Legal pathways for refugees to Europe: developments and challenges
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Thousands of migrants and refugees trapped in Libya
In light of the increasing clashes in and around Tripoli, the international community has voiced its alarm over the worsening living conditions of migrants, particularly since the bombing of a detention centre in early July.
As early as 9 April, Federica Mogherini, the former head of European diplomacy, urged all parties to put an end to hostilities and on 13 May the EU Foreign Affairs Council voiced its concern over the impact of military action on civilians in Tripoli. It called for a ceasefire and for the Libyan government of national unity, recognised by the UN, and the Libyan National Army to return to the negotiating table, under the aegis of the United Nations. At the same time, the United Nations High Commissioner for Refugees (UNHCR) made numerous statements denouncing the deteriorating humanitarian situation in the country and its consequences on the living conditions of refugees and migrants.
With regard to detention camps, on 14 May, UNHCR indicated that food was in short supply and that water and sanitation facilities were in disrepair. These conditions deteriorated further with the intensification of fighting in the Libyan capital and the bombing of a detention centre in Tadjourah, east of Tripoli, on the night of 2 to 3 July, which resulted in the deaths of 53 people. On 9 July, while they were participating in a hunger strike to demand better protection from UNHCR, around 300 people who were still present in the centre were released by the Libyan guards. Following the attack, the Libyan Government of National Unity announced that it was considering closing 15 of these centres, while the Libyan National Army declared its readiness to cooperate in the “immediate evacuation” of migrants trapped in the eight centres located in areas under its control. However, by mid-July, about 5,800 migrants and refugees continued to be locked in 24 detention centres across the country.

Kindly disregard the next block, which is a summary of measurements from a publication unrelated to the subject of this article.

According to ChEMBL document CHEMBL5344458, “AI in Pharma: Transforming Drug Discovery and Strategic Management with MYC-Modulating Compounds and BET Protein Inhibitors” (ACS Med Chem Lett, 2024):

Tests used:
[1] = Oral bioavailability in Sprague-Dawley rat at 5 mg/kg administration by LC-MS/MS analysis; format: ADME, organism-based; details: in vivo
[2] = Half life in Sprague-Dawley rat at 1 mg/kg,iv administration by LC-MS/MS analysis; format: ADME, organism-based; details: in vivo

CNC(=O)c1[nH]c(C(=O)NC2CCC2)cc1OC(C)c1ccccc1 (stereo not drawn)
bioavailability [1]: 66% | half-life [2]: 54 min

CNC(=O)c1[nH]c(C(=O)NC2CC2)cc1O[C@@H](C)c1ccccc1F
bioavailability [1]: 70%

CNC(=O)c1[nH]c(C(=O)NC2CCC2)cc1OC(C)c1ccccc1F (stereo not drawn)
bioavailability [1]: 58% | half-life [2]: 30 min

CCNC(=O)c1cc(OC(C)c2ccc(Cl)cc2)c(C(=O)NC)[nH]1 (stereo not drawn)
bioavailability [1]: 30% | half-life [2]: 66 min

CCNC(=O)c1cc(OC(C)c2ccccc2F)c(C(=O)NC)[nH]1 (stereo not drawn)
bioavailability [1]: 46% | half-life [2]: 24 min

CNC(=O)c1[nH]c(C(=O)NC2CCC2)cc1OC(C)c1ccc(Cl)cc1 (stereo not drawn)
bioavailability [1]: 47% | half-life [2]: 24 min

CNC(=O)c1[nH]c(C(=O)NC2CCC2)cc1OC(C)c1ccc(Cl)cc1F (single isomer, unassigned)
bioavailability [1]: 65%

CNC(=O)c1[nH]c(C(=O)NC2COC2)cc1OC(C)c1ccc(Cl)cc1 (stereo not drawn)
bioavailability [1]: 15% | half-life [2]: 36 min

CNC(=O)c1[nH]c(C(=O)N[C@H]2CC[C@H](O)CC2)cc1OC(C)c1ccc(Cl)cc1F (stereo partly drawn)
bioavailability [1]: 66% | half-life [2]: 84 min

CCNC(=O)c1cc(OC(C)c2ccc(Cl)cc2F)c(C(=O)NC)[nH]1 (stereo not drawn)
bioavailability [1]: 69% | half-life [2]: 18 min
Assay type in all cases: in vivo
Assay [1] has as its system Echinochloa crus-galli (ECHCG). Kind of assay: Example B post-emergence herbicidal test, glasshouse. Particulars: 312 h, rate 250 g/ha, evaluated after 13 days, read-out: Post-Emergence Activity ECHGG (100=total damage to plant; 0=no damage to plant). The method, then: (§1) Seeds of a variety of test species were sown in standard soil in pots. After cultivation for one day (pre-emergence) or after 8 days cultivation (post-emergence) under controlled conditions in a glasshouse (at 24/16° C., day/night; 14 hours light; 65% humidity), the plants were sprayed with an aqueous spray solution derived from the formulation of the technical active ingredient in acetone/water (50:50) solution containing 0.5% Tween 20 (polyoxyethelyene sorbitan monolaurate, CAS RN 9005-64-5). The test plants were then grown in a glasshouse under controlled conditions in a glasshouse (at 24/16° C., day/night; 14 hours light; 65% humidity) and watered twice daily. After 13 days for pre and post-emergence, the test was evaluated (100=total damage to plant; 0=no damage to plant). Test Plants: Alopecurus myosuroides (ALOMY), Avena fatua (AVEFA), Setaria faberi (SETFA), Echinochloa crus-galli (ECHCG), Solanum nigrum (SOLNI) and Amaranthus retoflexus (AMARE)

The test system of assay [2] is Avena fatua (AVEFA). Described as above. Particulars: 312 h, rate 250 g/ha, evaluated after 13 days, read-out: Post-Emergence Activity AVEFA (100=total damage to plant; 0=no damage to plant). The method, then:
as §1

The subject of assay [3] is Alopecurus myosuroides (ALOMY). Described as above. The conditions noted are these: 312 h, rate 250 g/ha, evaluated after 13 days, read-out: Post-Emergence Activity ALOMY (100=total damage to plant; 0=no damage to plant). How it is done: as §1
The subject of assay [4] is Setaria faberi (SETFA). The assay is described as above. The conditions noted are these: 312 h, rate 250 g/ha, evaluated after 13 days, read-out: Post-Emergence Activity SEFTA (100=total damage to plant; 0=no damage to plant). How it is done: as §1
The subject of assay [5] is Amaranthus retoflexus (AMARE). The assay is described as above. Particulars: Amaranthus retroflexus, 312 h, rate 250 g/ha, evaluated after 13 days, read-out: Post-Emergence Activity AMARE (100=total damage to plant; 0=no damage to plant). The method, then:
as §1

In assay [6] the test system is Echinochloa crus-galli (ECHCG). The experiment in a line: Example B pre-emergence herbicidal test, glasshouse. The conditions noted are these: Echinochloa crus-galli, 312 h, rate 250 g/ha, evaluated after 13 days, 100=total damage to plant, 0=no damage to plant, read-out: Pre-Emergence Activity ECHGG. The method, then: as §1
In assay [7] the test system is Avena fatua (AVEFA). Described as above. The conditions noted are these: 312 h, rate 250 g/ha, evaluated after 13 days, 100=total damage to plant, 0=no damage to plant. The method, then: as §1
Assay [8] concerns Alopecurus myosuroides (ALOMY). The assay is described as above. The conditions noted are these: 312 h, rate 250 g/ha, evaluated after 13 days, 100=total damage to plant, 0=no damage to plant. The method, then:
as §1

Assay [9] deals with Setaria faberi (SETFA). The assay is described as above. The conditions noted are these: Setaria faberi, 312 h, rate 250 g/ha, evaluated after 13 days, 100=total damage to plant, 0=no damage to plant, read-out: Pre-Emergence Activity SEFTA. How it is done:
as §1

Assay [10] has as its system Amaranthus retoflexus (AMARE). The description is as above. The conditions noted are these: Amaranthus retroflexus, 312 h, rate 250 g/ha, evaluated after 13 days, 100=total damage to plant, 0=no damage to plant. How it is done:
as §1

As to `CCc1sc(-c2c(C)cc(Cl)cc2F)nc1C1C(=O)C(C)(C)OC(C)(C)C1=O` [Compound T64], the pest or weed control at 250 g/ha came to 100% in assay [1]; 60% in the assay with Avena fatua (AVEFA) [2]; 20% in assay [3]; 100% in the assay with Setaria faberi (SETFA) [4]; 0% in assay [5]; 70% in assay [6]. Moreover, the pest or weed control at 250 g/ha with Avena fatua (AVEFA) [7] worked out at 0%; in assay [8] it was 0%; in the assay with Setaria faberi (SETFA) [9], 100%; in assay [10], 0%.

Given that the UN Security Council failed to pass a resolution condemning the attack on Tadjourah and to establish a ceasefire because of a US veto, UNHCR and the International Organization for Migration have, on multiple occasions, urged the international community to establish humanitarian corridors to evacuate migrants and refugees in the country, and have requested European countries to relaunch relief operations in the Mediterranean.
On 25 July, the sinking of a boat off Libya which reportedly resulted in the deaths of around 150 migrants, led to renewed calls for “immediate action” in the Mediterranean.